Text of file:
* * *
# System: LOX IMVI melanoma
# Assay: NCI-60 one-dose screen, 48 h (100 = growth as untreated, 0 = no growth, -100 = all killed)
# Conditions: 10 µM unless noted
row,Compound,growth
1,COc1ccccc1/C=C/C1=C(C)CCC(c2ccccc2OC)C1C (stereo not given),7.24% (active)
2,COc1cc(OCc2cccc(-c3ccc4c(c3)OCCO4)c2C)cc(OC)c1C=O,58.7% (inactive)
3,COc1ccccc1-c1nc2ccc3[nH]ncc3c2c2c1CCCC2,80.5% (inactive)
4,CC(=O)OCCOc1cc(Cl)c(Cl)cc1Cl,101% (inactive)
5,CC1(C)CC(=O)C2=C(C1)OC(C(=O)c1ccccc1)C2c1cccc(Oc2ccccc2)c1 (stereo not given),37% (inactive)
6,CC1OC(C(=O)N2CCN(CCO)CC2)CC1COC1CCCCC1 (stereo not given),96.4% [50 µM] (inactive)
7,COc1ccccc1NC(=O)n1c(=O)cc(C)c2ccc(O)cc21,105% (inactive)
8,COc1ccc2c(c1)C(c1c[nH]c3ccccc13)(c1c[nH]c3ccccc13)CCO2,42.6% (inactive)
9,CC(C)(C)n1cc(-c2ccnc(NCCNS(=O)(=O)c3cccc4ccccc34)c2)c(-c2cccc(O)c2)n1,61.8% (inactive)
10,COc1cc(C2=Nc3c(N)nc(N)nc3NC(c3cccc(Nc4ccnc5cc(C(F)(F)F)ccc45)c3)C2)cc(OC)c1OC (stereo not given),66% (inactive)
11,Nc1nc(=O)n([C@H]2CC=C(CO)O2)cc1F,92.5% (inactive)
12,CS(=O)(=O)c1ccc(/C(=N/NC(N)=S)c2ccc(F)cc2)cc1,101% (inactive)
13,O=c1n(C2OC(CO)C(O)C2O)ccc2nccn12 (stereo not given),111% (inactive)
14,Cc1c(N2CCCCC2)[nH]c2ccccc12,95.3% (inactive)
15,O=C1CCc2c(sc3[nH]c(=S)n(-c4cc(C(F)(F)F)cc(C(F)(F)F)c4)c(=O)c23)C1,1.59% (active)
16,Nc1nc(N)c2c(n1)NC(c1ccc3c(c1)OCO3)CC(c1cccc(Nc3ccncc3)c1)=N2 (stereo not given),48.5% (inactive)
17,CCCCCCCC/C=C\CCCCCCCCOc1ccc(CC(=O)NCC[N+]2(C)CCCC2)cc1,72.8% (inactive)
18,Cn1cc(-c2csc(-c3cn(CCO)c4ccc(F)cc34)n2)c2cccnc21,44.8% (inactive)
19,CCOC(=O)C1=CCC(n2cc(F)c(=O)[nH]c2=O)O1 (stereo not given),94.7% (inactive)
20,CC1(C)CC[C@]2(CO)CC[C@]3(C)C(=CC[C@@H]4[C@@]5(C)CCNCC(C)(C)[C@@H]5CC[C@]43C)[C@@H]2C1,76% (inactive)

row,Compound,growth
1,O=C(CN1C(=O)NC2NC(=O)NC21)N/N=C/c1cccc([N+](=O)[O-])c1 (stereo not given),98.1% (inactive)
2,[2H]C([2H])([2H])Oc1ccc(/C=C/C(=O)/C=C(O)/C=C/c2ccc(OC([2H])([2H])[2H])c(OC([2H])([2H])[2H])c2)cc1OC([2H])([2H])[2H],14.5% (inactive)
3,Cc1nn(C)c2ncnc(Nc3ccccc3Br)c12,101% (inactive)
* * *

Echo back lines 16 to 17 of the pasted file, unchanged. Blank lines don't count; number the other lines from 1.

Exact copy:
12,CS(=O)(=O)c1ccc(/C(=N/NC(N)=S)c2ccc(F)cc2)cc1,101% (inactive)
13,O=c1n(C2OC(CO)C(O)C2O)ccc2nccn12 (stereo not given),111% (inactive)